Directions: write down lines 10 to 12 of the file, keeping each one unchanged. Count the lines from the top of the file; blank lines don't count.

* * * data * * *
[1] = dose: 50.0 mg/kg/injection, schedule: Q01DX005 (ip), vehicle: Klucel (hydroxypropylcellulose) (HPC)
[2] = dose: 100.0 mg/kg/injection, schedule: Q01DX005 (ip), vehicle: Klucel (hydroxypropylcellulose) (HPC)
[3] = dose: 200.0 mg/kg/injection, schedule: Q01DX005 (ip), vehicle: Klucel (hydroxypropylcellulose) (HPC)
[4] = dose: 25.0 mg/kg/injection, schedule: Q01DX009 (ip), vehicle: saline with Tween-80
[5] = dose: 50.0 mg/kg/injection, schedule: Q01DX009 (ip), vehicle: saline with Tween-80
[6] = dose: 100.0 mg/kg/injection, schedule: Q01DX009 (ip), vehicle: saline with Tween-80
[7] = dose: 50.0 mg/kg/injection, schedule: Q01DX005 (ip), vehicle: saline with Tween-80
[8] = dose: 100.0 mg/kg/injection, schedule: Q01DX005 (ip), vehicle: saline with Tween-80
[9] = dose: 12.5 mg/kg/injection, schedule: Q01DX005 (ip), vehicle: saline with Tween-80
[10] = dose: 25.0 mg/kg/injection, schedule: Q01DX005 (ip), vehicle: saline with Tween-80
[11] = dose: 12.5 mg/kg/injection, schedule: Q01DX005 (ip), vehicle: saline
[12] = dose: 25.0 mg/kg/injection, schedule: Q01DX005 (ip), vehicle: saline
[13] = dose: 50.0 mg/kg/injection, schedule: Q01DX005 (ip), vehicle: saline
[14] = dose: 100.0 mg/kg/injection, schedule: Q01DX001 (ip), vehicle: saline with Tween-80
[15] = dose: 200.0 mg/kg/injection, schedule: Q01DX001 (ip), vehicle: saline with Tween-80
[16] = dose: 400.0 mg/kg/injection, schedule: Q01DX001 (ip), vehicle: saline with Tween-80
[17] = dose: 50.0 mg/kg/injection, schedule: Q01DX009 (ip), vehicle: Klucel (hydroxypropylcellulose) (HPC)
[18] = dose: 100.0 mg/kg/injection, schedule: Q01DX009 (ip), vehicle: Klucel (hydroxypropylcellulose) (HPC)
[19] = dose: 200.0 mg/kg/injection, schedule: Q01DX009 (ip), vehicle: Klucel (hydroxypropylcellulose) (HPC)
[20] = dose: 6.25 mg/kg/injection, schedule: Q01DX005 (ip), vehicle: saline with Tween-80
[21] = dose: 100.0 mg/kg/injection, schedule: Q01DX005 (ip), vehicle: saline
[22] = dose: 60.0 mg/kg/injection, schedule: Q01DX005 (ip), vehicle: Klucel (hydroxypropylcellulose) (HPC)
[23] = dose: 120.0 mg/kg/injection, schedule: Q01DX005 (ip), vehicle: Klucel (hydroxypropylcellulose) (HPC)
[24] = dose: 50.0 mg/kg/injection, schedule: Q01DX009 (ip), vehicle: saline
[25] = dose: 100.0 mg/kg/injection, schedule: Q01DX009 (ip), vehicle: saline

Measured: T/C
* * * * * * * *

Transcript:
[10] = dose: 25.0 mg/kg/injection, schedule: Q01DX005 (ip), vehicle: saline with Tween-80
[11] = dose: 12.5 mg/kg/injection, schedule: Q01DX005 (ip), vehicle: saline
[12] = dose: 25.0 mg/kg/injection, schedule: Q01DX005 (ip), vehicle: saline